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  • 1 decade ago

    I've had trouble with horses and trailers before too. It's nothing new to horse owners! :-)

    One thing I've found quite effective is feeding the horses in the trailer on a regular basis. A lot of horses have a negative view of trailors because all they've known of trailors is being cooped up in them for long, uncomfortable rides. If you provide positive associtations with the trailor, the horse is far less likely to resist entering the trailor when you do need to move him (or her).

    For some horses, I've had to use a rear rope to encourage them to enter the trailer. Remember, though, that this sometimes frightens to the horse, and probably won't enhance their view of trailors.

    Hot Tip:

    This tip was given to me by a vetern horse owner, who'd trained many horses to enter trailers without any trouble whatsoever. . . . . Whenever one of their horses pulled back and refused to enter the trailer, he would back the horse for about a hundred paces. Horses don't really like backing all that much, and this method is extremely effective in preventing some horses from pulling away from trailers. After you've backed the horse, try loading it again. If necessary, repeat this process several times.

    Good luck!

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  • 1 decade ago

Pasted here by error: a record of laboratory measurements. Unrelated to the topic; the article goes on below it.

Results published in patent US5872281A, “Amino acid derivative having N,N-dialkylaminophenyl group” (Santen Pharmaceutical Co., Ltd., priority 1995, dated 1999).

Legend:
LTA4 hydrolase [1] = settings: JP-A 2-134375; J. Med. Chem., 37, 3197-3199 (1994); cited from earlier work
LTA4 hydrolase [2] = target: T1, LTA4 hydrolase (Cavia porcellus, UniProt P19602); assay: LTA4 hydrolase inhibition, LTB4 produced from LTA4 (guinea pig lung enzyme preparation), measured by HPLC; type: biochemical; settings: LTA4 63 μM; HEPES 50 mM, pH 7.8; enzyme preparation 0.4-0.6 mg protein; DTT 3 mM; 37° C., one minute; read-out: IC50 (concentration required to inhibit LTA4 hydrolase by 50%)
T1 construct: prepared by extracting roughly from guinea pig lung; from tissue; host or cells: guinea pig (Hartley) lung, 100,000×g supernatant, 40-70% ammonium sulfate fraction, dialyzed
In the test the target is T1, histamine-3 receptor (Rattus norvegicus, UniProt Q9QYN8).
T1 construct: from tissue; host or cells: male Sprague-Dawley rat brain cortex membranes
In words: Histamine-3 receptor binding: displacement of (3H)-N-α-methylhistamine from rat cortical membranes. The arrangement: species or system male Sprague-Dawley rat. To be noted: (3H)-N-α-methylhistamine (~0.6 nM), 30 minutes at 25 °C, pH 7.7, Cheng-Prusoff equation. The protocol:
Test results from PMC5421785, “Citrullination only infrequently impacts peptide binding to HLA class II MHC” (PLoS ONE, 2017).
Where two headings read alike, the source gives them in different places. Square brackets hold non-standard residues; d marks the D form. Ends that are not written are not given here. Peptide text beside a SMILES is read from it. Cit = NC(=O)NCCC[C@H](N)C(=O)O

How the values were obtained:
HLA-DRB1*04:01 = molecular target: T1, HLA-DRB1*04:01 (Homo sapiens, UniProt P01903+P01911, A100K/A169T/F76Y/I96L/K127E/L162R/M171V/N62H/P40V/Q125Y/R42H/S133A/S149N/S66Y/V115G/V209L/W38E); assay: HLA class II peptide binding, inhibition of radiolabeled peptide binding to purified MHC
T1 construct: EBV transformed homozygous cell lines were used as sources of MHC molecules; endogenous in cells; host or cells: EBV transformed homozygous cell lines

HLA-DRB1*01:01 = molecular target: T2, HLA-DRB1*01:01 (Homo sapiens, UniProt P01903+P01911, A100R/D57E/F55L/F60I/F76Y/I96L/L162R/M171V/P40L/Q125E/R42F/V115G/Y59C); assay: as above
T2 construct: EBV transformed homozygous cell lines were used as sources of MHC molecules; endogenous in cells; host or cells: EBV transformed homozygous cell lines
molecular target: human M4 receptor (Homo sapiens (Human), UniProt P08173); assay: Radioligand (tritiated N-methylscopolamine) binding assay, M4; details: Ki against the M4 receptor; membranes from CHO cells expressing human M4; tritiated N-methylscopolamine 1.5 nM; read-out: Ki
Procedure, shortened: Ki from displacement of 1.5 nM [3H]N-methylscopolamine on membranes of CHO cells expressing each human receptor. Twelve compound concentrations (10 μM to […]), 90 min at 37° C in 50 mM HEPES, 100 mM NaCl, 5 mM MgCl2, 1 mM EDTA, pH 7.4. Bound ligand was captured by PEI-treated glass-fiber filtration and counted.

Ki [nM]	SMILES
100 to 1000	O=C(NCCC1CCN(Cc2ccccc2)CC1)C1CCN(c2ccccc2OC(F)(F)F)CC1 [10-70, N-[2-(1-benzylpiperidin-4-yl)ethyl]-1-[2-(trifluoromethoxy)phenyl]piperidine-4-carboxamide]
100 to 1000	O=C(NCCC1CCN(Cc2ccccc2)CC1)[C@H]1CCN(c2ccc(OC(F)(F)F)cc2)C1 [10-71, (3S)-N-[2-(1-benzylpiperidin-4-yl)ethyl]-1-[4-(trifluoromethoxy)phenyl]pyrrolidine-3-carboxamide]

My gelding did the same. What I had to do with him was practice A LOT. I don't own a trailer myself but anytime someone had a trailer hitched up, they knew of my dilemma and would let me "borrow" the opportunity. What I ended up doing was using a friends big Featherlite trailer, which had a feeding area. I opened up all the doors and windows to make it less dark and more inviting. When I went out to the paddock to get him, at feeding time, I didn't take him to his stall. Instead, I took him to the trailer and put his grain in the feeding area of the trailer. At no point did I tug on him or use any force to get him into the trailer. I decided he was going to reason with himself that going into the trailer was a BIG reward...dinner. The first time took more than an hour. It was hot, during the summer and I was standing inside the trailer, shaking his grain bucket...I was HOT. But I was patient and never got upset with him. He finally came inside the trailer and there were a few times he backed out on his own. But then he came back inside to finish his dinner. I did this everyday for a while and he learned that the trailer equalled pleasant things...food, neck scratches, praise, treats. I just had to be patient. But I believe that if you start punishing your horse and using whips, and tugging, pulling, etc. they will learn to associate the trailer with unpleasant actions and will hate it all that much more. Sadly, though the ending wasn't good for my gelding because he had a trailering accident a few years later and is back to thinking the trailer is a big monster that will get him. The only way I can haul him right now is in a big open stock trailer. I really need to buy a trailer and get him used to loading and traveling again.

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  • Also it can help if you back the trailer between two fences so his only choice is to go forward and not around to the side of the trailer. I had a hard time getting my horse into a two horse straight load.. When I moved my horse the first time it took 20 minutes to get her into a two horse stright load, a few months after that though I had to move her again and I used a different trailer, she walked right in like a pro in a two horse slant load.. So maybe trying a different trailer might help, cause all my horse didnt like was the divider bar when you first walk in the trailer.

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  • 1 decade ago